H Lander
Greenhorn

Joined: Oct 23, 2005
Posts: 15
I agree its a bit clumsy. Although if you define methods to set the Font Size, Family and other attributes, and call these methods from the GUI controls of your text editor it will work quite fine.

Good idea looking at what the Action does.

Regards,
Henry
Ilja Preuss
author
Sheriff

Joined: Jul 11, 2001
Posts: 14112
Originally posted by H Lander:
Although if you define methods to set the Font Size, Family and other attributes, and call these methods from the GUI controls of your text editor it will work quite fine.


Yes - in fact I have that already working. It's really only the initial state that I'm struggling with. I currently assume that I was just blind today. Let's see what tomorrow brings (here in germany, tomorrow is only two hours away now... ).
Michael Dunn
Ranch Hand

Joined: Jun 09, 2003
Posts: 4632
setting the font of the JTextPane doesn't give you the initial font you want?
Craig Wood
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Joined: Jan 14, 2004
Posts: 1535
Ilja Preuss
author
Sheriff

Joined: Jul 11, 2001
Posts: 14112
Originally posted by Michael Dunn:
setting the font of the JTextPane doesn't give you the initial font you want?


Didn't try it, but it doesn't sound right to me, as the font should be defined by the document, not by the component that shows the document. Might try it if nothing else works, though...
Ilja Preuss
author
Sheriff

Joined: Jul 11, 2001
Posts: 14112
Craig, setLogicalStyle looks promising. I will have to read about it, and of course try it.
Ilja Preuss
author
Sheriff

Joined: Jul 11, 2001
Posts: 14112
Originally posted by Ilja Preuss:
Craig, setLogicalStyle looks promising. I will have to read about it, and of course try it.


Now I remember: the problem with setLogicalStyle is that it applies to a whole paragraph.



This shows lucida for all the text, even for the one that is in Times New Roman. I need to show it the actual font of the current character. (In fact I will later need to convert the document to some native format, preserving all the font settings done in the editor.)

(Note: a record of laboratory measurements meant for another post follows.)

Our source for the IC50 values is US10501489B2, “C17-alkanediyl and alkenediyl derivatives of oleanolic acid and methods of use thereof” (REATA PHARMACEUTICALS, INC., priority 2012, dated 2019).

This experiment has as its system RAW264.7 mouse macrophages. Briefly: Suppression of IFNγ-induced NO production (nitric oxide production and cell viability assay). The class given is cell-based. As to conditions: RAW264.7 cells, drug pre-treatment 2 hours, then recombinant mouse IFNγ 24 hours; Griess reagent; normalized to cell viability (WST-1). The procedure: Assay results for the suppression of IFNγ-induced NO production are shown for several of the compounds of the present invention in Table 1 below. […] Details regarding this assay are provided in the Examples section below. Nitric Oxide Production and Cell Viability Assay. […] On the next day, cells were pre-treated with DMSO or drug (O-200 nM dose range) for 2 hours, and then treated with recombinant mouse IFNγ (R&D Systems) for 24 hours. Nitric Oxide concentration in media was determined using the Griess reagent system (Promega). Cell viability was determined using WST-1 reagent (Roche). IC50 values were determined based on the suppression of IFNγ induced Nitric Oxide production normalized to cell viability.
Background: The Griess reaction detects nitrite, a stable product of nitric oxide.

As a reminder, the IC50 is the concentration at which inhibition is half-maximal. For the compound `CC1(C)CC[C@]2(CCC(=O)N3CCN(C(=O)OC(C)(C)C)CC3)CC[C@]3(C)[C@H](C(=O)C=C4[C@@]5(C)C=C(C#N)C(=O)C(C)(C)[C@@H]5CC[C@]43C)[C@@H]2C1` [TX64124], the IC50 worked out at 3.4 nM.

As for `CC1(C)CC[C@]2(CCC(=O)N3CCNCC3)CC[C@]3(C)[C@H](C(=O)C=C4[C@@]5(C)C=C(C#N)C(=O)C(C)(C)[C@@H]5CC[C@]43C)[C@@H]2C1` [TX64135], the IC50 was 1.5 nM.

Ilja Preuss
author
Sheriff

Joined: Jul 11, 2001
Posts: 14112
When I add the following line to caretUpdate, it seems to work!



Now I need to try this in the production code...
Ilja Preuss
author
Sheriff

Joined: Jul 11, 2001
Posts: 14112
It looks like it can even be done in the document itself:



Ilja Preuss
author
Sheriff

Joined: Jul 11, 2001
Posts: 14112
I was struggling with some other problems integrating this code into our application, but now I've hit another road block: setting the document on a JTextPane seems to reset the default style or something:



The output of this is

before: Times New Roman
after: Dialog

Problem is, I want to create the document outside the class that is creating the JTextPane.

Ilja Preuss
author
Sheriff

Joined: Jul 11, 2001
Posts: 14112
The BasicTextPaneUI changes the style to the default font... :roll:
Ilja Preuss
author
Sheriff

Joined: Jul 11, 2001
Posts: 14112
Originally posted by Ilja Preuss:
The BasicTextPaneUI changes the style to the default font... :roll:


No, to the font of the component. So it looks like Michael was right. Sorry for ignoring you, Micheal...

This still looks backward to me, though...
Ilja Preuss
author
Sheriff

Joined: Jul 11, 2001
Posts: 14112
So the BasicTextPaneUI changes the default style, which is used as the documents style by default. So if a set a different style, that seems to work:



I'm not sure wether I'm using styles correctly here. For example, is using a NamedStyle the correct way of doing it?

Any hints for simplifying the code would be highly appreciated.

And thanks to anyone who contributed so far - without you, I would have shot myself...